The 26th SXSW Film Festival
The popular Austin event includes approximately 60 new documentary features among its 140-odd feature and episodic presentations this year.
Once again, nonfiction is absent rom the high-profile Headliners section, putting the focus squarely on the Documentary Feature Competition for standout docs. Among the ten titles here are: Linda Goldstein Knowlton’s WE ARE THE RADICAL MONARCHS
, about an Oakland-based group of social justice-focused young girls of colors; Rodney Evans’ VISION PORTRAITS
, a personal meditation on vision loss; Jenifer McShane’s ERNIE & JOE
, which profiles two members of San Antonio’s police Mental Health Unit; Paul Solet’s TREAD
, on a 2004 incident in Colorado involving a man with a bulldozer run amok; and Elizabeth Carroll’s NOTHING FANCY: DIANA KENNEDY
, about the nonagenarian British author, an expert in regional Mexican cuisine.
RUNNING WITH BETO
The bulk of the fest’s remaining nonfiction appears in the Documentary Spotlight, which includes: David Modigliani’s RUNNING WITH BETO
, which follows Beto O’Rourke’s trailblazing campaign last year; Jesse James Miller’s I AM RICHARD PRYOR
, on the legendary comedian; Julie Smith Clem and Ken Druckerman’s IT STARTED AS A JOKE
, on the Eugene Mirman Comedy Festival; Casey Pinkston and Luke Dick’s RED DOG
, about Dick’s unconventional upbringing in an Oklahoma City strip club; Fernando Villena’s ANY ONE OF US
, which follows a professional mountain biker is followed after a spinal cord injury; Adam Bolt’s HUMAN NATURE
, which explores the potential implications of DNA discovery CRISPR; Uli Gaulke’s SUNSET OVER MULHOLLAND DRIVE
, about the residents of the Motion Picture & Television Fund senior home; Erin Lee Carr’s I LOVE YOU, NOW DIE: THE COMMONWEALTH VS MICHELLE CARTER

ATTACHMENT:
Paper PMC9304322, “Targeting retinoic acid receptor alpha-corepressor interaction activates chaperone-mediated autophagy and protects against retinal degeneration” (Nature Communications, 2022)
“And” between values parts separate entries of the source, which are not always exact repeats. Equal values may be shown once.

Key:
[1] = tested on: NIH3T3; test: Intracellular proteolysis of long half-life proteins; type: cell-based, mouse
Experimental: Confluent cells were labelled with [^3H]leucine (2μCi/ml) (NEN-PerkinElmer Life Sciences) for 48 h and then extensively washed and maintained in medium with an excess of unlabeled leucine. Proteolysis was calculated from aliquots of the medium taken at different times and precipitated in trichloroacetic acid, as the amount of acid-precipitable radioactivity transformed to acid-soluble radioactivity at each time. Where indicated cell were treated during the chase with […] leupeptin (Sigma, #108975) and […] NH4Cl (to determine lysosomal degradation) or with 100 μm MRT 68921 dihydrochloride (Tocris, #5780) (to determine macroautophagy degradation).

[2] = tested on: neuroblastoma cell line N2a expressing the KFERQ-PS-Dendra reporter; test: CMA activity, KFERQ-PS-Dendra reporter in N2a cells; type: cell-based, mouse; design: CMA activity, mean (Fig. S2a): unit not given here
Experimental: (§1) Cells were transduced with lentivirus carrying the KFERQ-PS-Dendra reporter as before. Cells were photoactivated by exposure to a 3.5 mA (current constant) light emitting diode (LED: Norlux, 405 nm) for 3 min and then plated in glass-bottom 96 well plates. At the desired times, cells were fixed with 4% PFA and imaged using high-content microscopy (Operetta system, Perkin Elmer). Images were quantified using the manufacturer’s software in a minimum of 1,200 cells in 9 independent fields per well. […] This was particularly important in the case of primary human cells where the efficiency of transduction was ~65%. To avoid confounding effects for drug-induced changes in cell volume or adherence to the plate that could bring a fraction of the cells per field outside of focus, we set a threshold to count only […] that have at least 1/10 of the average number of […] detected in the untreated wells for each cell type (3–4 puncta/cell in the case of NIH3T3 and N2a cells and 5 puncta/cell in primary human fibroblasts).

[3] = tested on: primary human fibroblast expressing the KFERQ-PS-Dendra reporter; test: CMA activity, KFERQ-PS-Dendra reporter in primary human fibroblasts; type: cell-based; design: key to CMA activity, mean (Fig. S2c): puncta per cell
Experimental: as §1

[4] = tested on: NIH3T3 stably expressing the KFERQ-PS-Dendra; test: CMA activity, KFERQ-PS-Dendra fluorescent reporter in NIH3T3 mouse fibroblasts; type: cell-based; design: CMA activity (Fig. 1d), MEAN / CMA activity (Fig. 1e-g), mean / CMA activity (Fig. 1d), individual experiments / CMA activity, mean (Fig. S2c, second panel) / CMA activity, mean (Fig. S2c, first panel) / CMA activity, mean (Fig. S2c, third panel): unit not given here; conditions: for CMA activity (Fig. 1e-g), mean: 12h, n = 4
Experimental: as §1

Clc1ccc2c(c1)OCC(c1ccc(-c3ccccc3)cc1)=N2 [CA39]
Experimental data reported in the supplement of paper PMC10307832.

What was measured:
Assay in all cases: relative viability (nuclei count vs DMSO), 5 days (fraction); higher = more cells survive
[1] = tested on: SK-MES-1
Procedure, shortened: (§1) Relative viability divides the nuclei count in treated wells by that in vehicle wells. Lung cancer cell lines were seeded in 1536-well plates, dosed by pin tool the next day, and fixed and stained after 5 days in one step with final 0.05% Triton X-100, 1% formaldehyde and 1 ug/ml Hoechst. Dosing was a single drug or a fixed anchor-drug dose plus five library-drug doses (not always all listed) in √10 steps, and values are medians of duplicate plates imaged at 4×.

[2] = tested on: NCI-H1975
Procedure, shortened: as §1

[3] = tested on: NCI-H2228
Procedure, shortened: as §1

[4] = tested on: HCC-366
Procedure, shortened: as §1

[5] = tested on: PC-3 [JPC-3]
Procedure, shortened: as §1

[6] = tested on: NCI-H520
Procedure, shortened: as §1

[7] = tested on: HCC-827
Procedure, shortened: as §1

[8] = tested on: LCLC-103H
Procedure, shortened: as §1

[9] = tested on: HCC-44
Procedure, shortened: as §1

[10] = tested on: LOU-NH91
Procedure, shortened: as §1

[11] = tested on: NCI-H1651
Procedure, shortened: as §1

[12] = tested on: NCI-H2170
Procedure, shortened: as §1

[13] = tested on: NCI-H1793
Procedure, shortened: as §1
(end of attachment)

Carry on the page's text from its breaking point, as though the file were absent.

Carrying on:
, on the infamous case involving a woman who urged her boyfriend via text to commit suicide; and Rob Epstein and Jeffrey Friedman’s STATE OF PRIDE
, which explores the enduring importance of LGBT pride celebrations.
SXSW’s music-focused strand, 24 Beats Per Second, is dominated by docs, and includes work like: Thom Zimny’s THE GIFT: THE JOURNEY OF JOHNNY CASH
, about the iconic performer; Peter Michael Dowd’s MR JIMMY
, about a Japanese Led Zeppelin fan who moonlights as Jimmy Page; Alfred George Bailey’s SHOW ME THE PICTURE: THE STORY OF JIM MARSHALL
, about the acclaimed music photographer; Aaron Kunkel’s THE BOY BAND CON: THE LOU PEARLMAN STORY
, on the infamous man behind the boy band phenomenon of the 1990s; and Scott Crawford’s BOY HOWDY! THE STORY OF CREEM MAGAZINE
, about the influential, irreverent rock magazine.
JR “BOB” DOBBS AND THE CHURCH OF THE SUBGENIUS
Remaining nonfiction appears in Visions, with work like Sandy K Boone’s JR “BOB” DOBBS AND THE CHURCH OF THE SUBGENIUS
, on the origins of the satiric religion; and Andrew Hevia’s LEAVE THE BUS THROUGH THE BROKEN WINDOW
, a personal reflection of an American in Hong Kong; in Special Events, with a work-in-progress screening of Morgan Neville and Jeff Malmberg’s SHANGRI-LA
, on music producer Rick Rubin; and Festival Favorites, which showcase recent docs from Sundance, Toronto, and True/False.